A Dataset of Larynx Microphone Recordings for Singing Voice Reconstruction

This is the accompanying website to the article [1].

  1. Simon Schwär, Michael Krause, Michael Fast, Sebastian Rosenzweig, Frank Scherbaum, and Meinard Müller
    A Dataset of Larynx Microphone Recordings for Singing Voice Reconstruction
    Transaction of the International Society for Music Information Retrieval (TISMIR), 7(1): 30–43, 2024. PDF Details DOI
    author  = {Simon Schw{\"a}r and Michael Krause and Michael Fast and Sebastian Rosenzweig and Frank Scherbaum and Meinard M{\"u}ller},
    title   = {A Dataset of Larynx Microphone Recordings for Singing Voice Reconstruction},
    journal = {Transaction of the International Society for Music Information Retrieval ({TISMIR})},
    year    = {2024},
    volume  = {7},
    number  = {1},
    pages   = {30--43},
    doi     = {10.5334/tismir.166},
    url-pdf = {2024_SchwaerKFRSM_LarynxMicSVR_TISMIR.pdf},
    url-details = {https://www.audiolabs-erlangen.de/resources/MIR/LM-SVR/}


Larynx microphones (LMs) provide a practical way to obtain crosstalk-free recordings of the human voice by picking up vibrations directly from the throat. This can be useful in a multitude of music information retrieval scenarios related to singing, e.g., the analysis of individual voices recorded in environments with lots of interfering noise. However, LMs have a limited frequency range and barely capture the effects of the vocal tract, which makes the recorded signal unsuitable for downstream tasks that require high-quality recordings. In this paper, we introduce the task of reconstructing a natural sounding, high-quality singing voice recording from an LM signal. With an explicit focus on the singing voice, the problem lies at the intersection of speech enhancement and singing voice synthesis with the additional requirement of faithful reproduction of expressive parameters like dynamics and intonation. In this context, we make three main contributions. First, we publish a dataset with over 3.5 hours of popular music we recorded with four amateur singers accompanied by a guitar, where both LM and clean close-up microphone signals are available. Second, we propose a data-driven baseline approach for singing voice reconstruction from LM signals using differentiable signal processing, inspired by a source-filter model that emulates the missing vocal tract effects. Third, we evaluate the baseline with a listening test and further show that it can improve the accuracy of lyrics transcription as an exemplary downstream tasks.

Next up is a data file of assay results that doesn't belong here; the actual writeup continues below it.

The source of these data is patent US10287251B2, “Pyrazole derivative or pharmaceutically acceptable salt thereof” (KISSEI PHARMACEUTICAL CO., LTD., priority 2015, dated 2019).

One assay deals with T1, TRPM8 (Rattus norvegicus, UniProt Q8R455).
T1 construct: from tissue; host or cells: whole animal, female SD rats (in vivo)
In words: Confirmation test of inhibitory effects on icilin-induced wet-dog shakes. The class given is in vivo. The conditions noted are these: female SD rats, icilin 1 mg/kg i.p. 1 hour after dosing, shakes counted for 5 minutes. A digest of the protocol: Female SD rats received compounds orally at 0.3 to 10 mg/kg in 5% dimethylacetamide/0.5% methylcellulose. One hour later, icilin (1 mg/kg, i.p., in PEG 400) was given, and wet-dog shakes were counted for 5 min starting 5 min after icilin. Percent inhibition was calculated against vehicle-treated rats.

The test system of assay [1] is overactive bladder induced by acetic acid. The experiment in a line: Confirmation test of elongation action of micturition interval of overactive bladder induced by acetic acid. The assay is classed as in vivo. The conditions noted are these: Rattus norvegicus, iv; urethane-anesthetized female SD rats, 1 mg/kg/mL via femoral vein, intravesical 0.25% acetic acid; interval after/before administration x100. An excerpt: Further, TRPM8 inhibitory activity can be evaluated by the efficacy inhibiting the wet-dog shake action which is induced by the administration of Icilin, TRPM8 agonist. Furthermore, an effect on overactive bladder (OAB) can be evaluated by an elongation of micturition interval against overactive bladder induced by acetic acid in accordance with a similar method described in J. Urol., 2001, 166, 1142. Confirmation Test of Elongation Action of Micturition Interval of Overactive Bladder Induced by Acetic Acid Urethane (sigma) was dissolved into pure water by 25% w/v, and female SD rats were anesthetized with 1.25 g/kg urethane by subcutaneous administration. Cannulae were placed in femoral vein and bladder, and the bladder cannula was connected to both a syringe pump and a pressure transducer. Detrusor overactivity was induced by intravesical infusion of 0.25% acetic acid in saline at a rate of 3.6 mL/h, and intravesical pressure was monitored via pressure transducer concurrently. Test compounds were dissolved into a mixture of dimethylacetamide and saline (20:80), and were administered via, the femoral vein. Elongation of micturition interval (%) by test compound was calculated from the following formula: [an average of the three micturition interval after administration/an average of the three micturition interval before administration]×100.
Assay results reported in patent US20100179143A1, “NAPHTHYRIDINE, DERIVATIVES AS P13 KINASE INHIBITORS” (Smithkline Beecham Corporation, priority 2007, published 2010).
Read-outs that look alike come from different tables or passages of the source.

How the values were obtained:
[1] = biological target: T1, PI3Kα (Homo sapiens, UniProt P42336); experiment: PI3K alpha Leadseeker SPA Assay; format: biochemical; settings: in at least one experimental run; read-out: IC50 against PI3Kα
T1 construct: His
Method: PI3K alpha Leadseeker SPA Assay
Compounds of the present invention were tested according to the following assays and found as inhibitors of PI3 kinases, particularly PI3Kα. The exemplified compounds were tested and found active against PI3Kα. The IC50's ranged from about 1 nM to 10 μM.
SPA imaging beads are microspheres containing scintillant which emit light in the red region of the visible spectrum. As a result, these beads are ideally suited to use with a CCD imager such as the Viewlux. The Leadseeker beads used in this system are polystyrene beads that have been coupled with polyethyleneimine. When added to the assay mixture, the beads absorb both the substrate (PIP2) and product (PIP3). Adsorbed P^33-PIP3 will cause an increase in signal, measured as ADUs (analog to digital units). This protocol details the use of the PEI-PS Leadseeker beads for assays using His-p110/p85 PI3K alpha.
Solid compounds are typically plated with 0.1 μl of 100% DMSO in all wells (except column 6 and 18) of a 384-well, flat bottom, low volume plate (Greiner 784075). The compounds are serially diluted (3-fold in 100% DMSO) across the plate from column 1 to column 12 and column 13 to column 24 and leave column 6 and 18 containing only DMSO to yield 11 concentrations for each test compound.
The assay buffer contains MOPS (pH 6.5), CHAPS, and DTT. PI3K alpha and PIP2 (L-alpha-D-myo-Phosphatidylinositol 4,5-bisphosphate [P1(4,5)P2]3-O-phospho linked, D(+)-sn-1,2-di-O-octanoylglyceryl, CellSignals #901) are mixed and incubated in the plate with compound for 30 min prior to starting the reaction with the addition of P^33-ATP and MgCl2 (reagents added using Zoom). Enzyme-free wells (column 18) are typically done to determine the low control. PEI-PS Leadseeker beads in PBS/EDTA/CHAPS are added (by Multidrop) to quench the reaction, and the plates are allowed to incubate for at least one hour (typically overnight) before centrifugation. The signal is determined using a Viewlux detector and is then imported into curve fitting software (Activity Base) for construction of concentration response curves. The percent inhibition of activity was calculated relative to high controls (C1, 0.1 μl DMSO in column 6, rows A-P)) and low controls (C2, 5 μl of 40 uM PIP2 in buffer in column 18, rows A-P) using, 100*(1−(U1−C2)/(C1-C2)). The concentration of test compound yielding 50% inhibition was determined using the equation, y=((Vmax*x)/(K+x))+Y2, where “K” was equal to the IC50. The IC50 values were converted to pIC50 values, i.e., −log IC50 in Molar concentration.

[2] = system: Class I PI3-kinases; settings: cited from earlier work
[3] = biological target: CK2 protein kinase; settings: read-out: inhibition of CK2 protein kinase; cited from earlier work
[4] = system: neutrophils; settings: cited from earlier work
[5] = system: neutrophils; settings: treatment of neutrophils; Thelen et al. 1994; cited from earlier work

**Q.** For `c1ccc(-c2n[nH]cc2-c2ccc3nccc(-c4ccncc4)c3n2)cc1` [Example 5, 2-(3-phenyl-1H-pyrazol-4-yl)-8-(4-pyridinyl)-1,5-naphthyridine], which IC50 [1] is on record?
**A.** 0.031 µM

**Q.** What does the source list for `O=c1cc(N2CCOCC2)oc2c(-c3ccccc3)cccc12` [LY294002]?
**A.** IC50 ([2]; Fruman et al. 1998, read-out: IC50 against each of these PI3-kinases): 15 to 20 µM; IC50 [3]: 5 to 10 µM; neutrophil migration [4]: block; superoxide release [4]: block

Dataset: LM-SSD

The full dataset with all 348 uncompressed audio files can be downloaded here (ca. 6 GB).
To preview the provided signals for individual songs, please click on "View Song" in the overview table below.

ID Song Title Original Artist Singer Duration (mm:ss) Link
AA All Alone Michael Fast 1M 27:03 View Song
TS The Scientist Coldplay 1M 21:37 View Song
YF Your Fires All The Luck In The World 1M 24:21 View Song
DL Dezemberluft Heisskalt 2M 14:47 View Song
BB Books From Boxes Maxïmo Park 2M 17:39 View Song
NB Narben Alligatoah 2M 11:47 View Song
SG Supergirl Reamonn 3F, 1M 26:34 View Song
OC One Call Away Charlie Puth 3F, 1M 19:32 View Song
PL Past Life Trevor Daniel & Selena Gomez 3F, 1M 17:45 View Song
CC Chasing Cars Snow Patrol 4F 28:10 View Song
BT Breakfast At Tiffany's Deep Blue Something 4F 22:16 View Song
LL Little Lion Man Mumford & Sons 4F 19:06 View Song

Baseline LM-SVR System: Reconstruction Results

The following example excerpts are presented as used in the listening test. The used train/test splits for each take can be downloaded here.

Example I (1M)

Example II (2M)

Example III (3F)

Example IV (4F)


We would like to thank the musicians for their contribution to the dataset and Daniel Vollmer for his help with the LMs. The International Audio Laboratories Erlangen are a joint institution of the Friedrich-Alexander-Universität Erlangen-Nürnberg (FAU) and Fraunhofer Institute for Integrated Circuits IIS. This project is supported by the German Research Foundation (DFG MU 2686/13-2).


The recordings in LM-SSD are available under the Creative Commons Attribution 4.0 International (CC BY 4.0) license.
Note that some songs in the dataset are cover versions. In these cases, it may be required to obtain a separate license for the composition, depending on the intended use case.